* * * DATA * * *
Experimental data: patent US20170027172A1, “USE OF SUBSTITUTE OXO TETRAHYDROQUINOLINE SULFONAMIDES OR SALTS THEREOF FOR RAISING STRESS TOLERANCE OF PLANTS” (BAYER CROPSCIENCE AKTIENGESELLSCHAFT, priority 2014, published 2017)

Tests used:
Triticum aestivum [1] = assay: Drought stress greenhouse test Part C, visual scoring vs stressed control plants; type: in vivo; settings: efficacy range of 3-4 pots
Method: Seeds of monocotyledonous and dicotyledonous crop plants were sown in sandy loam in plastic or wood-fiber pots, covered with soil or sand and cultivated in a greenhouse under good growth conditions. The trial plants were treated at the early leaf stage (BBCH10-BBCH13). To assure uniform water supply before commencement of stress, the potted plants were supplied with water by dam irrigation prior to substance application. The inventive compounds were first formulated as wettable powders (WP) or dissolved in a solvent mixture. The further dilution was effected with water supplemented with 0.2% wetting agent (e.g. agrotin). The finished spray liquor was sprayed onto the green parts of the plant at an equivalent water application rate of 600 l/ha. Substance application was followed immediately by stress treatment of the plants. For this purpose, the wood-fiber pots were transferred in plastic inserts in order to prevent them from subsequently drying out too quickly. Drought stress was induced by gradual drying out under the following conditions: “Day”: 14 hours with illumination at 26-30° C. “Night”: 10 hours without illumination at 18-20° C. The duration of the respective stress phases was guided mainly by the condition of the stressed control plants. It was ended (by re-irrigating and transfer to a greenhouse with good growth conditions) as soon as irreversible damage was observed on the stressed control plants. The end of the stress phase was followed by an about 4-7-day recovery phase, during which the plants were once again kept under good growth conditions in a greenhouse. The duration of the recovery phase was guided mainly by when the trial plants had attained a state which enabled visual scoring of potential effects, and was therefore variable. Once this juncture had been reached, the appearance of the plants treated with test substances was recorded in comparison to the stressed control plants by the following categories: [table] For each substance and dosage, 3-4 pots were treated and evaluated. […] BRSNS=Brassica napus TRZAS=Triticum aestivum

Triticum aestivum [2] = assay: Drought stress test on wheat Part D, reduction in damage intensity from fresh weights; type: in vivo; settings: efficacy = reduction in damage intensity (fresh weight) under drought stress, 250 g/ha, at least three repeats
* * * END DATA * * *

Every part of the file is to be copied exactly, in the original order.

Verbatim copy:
Experimental data: patent US20170027172A1, “USE OF SUBSTITUTE OXO TETRAHYDROQUINOLINE SULFONAMIDES OR SALTS THEREOF FOR RAISING STRESS TOLERANCE OF PLANTS” (BAYER CROPSCIENCE AKTIENGESELLSCHAFT, priority 2014, published 2017)

Tests used:
Triticum aestivum [1] = assay: Drought stress greenhouse test Part C, visual scoring vs stressed control plants; type: in vivo; settings: efficacy range of 3-4 pots
Method: Seeds of monocotyledonous and dicotyledonous crop plants were sown in sandy loam in plastic or wood-fiber pots, covered with soil or sand and cultivated in a greenhouse under good growth conditions. The trial plants were treated at the early leaf stage (BBCH10-BBCH13). To assure uniform water supply before commencement of stress, the potted plants were supplied with water by dam irrigation prior to substance application. The inventive compounds were first formulated as wettable powders (WP) or dissolved in a solvent mixture. The further dilution was effected with water supplemented with 0.2% wetting agent (e.g. agrotin). The finished spray liquor was sprayed onto the green parts of the plant at an equivalent water application rate of 600 l/ha. Substance application was followed immediately by stress treatment of the plants. For this purpose, the wood-fiber pots were transferred in plastic inserts in order to prevent them from subsequently drying out too quickly. Drought stress was induced by gradual drying out under the following conditions: “Day”: 14 hours with illumination at 26-30° C. “Night”: 10 hours without illumination at 18-20° C. The duration of the respective stress phases was guided mainly by the condition of the stressed control plants. It was ended (by re-irrigating and transfer to a greenhouse with good growth conditions) as soon as irreversible damage was observed on the stressed control plants. The end of the stress phase was followed by an about 4-7-day recovery phase, during which the plants were once again kept under good growth conditions in a greenhouse. The duration of the recovery phase was guided mainly by when the trial plants had attained a state which enabled visual scoring of potential effects, and was therefore variable. Once this juncture had been reached, the appearance of the plants treated with test substances was recorded in comparison to the stressed control plants by the following categories: [table] For each substance and dosage, 3-4 pots were treated and evaluated. […] BRSNS=Brassica napus TRZAS=Triticum aestivum

Triticum aestivum [2] = assay: Drought stress test on wheat Part D, reduction in damage intensity from fresh weights; type: in vivo; settings: efficacy = reduction in damage intensity (fresh weight) under drought stress, 250 g/ha, at least three repeats